FREEDOM OF EXPRESSION SRI LANKA

For press freedom by Sunanda Deshapriya

Safe Passage for Tissainayagam Just One Step Toward Free Media in Sri Lanka

The International Federation of Journalists (IFJ) is relieved that J.S. Tissainayagam is safe, following more than two years of an ordeal in which the Sri Lankan Tamil journalist was accused, charged and tried for terrorism for his journalistic reporting on human rights issues.

Tissainayagam has now left Sri Lanka, joining the growing ranks of Sri Lanka’s senior independent journalists who have felt compelled to seek safety abroad.

The IFJ acknowledges the support of its affiliates worldwide as well as international and local press freedom organisations who have sustained a long campaign to secure justice and freedom for Tissainayagam since he was detained in March 2008.

However, the IFJ remains concerned that the efforts of Sri Lankan authorities to restrict independent and critical journalism continue to sustain a climate of self-censorship and fear among local media personnel and outlets.

“Tissainayagam was wrongfully detained in the first place, simply because of his independent and critical writing on human rights issues in Sri Lanka. He should never have been charged under counter-terrorism laws, and he should never have been sent to trial,” IFJ General Secretary Aidan White said.

“It is a great relief for Tissainayagam, his family, colleagues, and the press freedom community worldwide that Tissainayagam is now safely free, after being sentenced last year to 20 years’ jail.

“But we will remain focused on countering mechanisms in Sri Lanka that can be used to imprison journalists on the basis of their professional work, and we will campaign for justice against those who commit violence against journalists.”

Tissainayagam was initially detained, alongside his colleagues N. Jasikaran and V. Valamarthy, while working as the director of the now defunct http://www.outreachsl.com website.

He was held for more than five months before being charged in August 2008 under counter-terrorism and emergency laws, accused of attempting to cause racial or communal disharmony in his articles on human rights issues published in the North-Eastern Monthly in 2006 and 2007.

He was convicted on August 31 last year to 20 years’ rigorous imprisonment. It was one of the harshest sentences ever imposed on a journalist in a democratic country on the basis of the content of their professional work.

While imprisoned in the notoriously anti-Tamil Magazine Prison, Tissainayagam was denied access to adequate medical treatment and was forced to witness the torture of Jasikaran.

Jasikaran and Valamarthy were released in October after related charges against them were dropped due to lack of evidence. They now live abroad.

Tissainayagam was granted bail in January this year, pending an appeal. At the time, concerns were still held for his safety while in Sri Lanka.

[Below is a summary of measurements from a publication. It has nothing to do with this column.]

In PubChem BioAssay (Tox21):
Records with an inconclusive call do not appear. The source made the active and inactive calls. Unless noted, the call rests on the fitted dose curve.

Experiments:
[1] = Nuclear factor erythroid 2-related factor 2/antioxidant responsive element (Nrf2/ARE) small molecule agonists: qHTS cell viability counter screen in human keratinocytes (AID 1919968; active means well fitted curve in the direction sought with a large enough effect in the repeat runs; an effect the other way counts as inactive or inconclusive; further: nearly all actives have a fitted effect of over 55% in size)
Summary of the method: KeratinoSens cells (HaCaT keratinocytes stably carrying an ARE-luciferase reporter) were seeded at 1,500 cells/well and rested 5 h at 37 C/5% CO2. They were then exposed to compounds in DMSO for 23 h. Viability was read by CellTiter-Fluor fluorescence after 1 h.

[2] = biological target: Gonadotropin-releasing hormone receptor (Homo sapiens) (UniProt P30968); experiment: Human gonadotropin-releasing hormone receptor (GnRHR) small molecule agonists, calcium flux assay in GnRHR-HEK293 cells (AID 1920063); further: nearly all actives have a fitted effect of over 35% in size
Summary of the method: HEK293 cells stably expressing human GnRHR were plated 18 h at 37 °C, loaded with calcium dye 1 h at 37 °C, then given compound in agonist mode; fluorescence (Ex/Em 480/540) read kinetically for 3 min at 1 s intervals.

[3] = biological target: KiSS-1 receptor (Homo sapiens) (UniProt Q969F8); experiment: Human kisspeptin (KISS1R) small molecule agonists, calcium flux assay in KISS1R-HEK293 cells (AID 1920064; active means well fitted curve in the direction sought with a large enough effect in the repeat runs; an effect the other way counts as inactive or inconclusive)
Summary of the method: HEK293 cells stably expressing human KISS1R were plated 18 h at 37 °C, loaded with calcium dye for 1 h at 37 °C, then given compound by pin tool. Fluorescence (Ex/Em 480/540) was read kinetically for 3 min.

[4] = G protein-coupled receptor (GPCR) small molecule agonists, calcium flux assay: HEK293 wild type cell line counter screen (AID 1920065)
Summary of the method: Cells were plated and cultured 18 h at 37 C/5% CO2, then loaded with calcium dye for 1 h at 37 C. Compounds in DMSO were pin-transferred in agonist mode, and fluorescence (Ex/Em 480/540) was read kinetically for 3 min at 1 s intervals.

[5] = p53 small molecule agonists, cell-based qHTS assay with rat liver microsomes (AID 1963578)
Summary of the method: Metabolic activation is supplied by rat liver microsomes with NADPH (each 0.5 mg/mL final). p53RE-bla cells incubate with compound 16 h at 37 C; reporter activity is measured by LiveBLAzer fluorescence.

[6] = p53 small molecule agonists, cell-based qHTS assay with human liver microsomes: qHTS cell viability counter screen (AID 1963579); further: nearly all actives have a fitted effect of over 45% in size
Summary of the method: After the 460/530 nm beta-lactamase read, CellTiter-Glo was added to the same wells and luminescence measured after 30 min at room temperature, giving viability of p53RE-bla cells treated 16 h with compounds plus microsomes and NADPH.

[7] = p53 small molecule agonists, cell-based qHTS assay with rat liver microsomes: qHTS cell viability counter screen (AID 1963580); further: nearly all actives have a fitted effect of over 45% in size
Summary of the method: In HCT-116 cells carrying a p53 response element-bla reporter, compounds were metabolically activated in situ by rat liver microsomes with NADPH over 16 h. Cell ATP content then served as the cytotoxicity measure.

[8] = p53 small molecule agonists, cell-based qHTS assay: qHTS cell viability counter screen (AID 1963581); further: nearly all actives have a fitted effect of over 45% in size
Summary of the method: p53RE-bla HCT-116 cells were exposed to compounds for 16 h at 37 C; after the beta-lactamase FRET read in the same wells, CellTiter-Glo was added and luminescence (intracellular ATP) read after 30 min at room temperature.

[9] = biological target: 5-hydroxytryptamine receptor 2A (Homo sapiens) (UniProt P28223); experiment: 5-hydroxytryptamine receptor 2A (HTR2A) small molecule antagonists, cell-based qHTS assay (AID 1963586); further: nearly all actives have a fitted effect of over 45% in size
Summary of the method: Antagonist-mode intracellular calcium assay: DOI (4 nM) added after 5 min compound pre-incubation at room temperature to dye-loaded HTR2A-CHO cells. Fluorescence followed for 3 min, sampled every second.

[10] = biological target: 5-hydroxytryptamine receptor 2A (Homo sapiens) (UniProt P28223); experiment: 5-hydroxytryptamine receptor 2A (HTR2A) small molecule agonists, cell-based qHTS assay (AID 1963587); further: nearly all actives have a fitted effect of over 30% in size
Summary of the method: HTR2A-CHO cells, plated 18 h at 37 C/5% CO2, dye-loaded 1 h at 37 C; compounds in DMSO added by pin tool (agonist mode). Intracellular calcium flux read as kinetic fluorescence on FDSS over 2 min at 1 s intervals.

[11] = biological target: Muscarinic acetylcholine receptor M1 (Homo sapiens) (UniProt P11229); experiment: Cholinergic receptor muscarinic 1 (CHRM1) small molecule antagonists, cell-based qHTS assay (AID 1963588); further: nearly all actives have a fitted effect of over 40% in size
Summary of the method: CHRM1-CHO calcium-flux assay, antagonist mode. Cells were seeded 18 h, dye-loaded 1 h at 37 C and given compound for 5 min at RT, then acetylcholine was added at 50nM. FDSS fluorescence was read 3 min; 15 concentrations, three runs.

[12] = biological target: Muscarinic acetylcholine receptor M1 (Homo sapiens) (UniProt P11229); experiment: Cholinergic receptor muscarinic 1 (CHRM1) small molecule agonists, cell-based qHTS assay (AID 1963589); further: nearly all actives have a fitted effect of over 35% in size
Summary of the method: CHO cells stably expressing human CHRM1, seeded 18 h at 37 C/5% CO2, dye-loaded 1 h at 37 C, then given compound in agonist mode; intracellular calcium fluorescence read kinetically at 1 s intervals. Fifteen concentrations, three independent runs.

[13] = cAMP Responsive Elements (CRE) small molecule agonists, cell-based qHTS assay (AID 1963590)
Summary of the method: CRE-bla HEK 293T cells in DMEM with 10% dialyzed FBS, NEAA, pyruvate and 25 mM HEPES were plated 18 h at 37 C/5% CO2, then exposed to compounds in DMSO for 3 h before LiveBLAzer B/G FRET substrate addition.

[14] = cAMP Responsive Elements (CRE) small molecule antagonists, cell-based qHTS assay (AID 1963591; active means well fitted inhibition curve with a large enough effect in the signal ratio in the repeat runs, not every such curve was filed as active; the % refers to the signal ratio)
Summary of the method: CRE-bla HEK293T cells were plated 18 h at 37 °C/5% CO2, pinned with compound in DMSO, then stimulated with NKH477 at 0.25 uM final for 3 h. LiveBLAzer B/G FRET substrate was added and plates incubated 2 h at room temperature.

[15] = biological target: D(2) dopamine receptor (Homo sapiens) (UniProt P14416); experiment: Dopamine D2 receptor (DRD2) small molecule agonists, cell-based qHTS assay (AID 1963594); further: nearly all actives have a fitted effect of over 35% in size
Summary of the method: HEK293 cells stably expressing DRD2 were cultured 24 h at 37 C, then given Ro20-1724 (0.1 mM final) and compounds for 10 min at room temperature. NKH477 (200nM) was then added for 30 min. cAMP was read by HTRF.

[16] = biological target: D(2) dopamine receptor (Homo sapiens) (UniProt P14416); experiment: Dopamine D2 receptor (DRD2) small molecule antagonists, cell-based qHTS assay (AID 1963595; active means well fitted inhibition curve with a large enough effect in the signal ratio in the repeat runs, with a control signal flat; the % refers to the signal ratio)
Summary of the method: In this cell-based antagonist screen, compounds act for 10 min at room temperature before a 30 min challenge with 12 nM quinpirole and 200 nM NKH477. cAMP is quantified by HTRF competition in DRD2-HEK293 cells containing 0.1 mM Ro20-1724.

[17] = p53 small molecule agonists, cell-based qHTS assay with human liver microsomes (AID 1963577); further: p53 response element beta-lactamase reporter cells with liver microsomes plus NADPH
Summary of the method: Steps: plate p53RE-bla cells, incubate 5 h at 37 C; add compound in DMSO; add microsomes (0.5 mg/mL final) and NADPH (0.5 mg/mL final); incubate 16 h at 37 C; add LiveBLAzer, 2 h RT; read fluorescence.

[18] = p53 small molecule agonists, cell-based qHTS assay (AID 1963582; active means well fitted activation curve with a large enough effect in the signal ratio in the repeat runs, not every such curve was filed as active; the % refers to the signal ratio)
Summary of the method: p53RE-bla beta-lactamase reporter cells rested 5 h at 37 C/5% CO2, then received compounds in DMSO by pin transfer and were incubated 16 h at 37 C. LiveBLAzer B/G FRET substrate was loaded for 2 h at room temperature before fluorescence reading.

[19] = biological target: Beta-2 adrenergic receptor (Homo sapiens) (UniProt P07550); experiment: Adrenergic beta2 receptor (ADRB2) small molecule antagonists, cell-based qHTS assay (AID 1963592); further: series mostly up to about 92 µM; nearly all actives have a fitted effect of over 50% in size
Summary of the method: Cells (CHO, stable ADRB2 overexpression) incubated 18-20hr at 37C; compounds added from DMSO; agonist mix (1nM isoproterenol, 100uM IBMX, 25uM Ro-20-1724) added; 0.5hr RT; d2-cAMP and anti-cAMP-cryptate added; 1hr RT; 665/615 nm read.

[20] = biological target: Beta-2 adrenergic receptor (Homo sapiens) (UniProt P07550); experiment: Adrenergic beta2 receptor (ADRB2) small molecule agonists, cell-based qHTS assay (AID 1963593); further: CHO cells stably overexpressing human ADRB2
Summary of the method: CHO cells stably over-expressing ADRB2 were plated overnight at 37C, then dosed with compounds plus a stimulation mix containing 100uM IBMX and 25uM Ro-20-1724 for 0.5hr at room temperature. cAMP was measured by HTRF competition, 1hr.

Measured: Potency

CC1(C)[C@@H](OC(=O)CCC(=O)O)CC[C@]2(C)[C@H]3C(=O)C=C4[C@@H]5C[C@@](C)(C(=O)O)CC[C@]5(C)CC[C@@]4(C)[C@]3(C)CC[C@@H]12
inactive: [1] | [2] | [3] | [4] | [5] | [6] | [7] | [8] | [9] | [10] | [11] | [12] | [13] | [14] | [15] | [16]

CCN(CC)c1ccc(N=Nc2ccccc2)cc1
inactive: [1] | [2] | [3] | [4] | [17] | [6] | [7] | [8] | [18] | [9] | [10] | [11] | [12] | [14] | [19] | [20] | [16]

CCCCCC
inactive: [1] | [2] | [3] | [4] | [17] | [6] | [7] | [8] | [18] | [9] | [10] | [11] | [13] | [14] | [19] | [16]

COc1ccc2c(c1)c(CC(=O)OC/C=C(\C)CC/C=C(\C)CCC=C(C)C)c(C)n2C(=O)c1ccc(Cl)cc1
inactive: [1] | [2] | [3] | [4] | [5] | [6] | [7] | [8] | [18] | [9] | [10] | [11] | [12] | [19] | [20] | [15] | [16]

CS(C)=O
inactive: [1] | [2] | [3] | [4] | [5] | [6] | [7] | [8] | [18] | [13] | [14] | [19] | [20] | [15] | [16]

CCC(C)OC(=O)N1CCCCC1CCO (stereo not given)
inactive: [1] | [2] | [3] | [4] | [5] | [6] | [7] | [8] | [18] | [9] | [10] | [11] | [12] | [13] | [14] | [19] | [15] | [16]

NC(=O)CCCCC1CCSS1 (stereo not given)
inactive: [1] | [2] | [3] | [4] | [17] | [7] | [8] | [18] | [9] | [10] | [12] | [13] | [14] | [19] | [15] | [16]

On May 3, World Press Freedom Day, Sri Lanka’s Minister for External Affairs, G.L. Peiris, told a press conference that President Mahinda Rajapaksa would pardon Tissainayagam. However, details and any conditions for a pardon have not been stated publicly.

The IFJ’s long-running “Release Tissa” campaign included sending lawyers from the International Commission of Jurists (ICJ) to attend his trial as independent observers to monitor the application of judicial process.

In September 2009, the ICJ issued a statement condemning Sri Lanka’s use of counter-terrorism laws, saying the trial of Tissainayagam fitted a pattern of government “attacks and threats of attacks against journalists and critics of Government policy, including public accusations by persons associated with the Government that equate such critics with terrorists and traitors, for example, in commentaries posted on an official website of the Ministry of Defence, Public Security, Law and Order.”

An unconditional pardon for Tissainayagam has been a key step demanded by the IFJ as an indicator of the Sri Lankan Government’s commitment to press freedom after years of restrictions and violence targeting media personnel.

Other steps that the Government must take, as well as further details on Tissainayagam’s case, are outlined in Key Challenges for the Media After War’s End, an IFJ report of a press freedom mission to Sri Lanka, published in December. The report is available at http://asiapacific.ifj.org/en/articles/ifj-mission-identifies-key-challenges-for-sri-lanka-s-media-after-war-s-end.

On January 24, shortly after the report’s release and two days before Sri Lanka’s presidential elections, Lanke-e-News commentator Prageeth Eknaligoda disappeared. Eknaligoda’s whereabouts remain unknown and grave concerns are held for his welfare. The Government of Sri Lanka must direct authorities to conduct a full and proper investigation, which has not yet been conducted.

“The IFJ hopes that Tissainayagam’s freedom and safe passage will be followed quickly by reinstatement of the rights of all journalists in Sri Lanka, including their right to conduct independent journalism without fear of violent retribution, and the right to report critically and impartially on all matters of concern to the people of Sri Lanka,” White said.

The IFJ calls on Sri Lanka’s Government to take swift action to end the campaign of antagonism against Sri Lanka’s media, to protect and uphold the civil, political and human rights of all journalists and, in doing so, to allow all Sri Lanka media personnel to work independently without fear of retribution and to enable exiled journalists to return safely to their homeland.

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